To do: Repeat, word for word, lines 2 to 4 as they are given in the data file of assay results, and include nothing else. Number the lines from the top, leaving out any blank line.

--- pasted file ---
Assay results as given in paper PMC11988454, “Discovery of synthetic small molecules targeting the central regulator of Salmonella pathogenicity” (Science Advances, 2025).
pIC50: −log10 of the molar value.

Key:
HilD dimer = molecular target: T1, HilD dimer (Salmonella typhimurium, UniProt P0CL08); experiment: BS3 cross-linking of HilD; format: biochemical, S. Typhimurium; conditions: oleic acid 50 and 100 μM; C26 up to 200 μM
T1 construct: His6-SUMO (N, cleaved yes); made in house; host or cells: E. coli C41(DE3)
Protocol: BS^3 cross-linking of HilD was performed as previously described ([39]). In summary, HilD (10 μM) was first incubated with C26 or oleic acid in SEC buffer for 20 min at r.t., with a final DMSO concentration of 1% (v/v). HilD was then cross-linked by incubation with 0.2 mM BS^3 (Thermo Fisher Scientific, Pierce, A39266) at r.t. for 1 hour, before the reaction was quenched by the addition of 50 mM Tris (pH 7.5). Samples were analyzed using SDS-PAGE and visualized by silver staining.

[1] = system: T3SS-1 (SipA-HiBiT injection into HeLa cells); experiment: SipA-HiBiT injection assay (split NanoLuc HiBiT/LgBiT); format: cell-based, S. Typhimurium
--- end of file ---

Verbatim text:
pIC50: −log10 of the molar value.

Key:
HilD dimer = molecular target: T1, HilD dimer (Salmonella typhimurium, UniProt P0CL08); experiment: BS3 cross-linking of HilD; format: biochemical, S. Typhimurium; conditions: oleic acid 50 and 100 μM; C26 up to 200 μM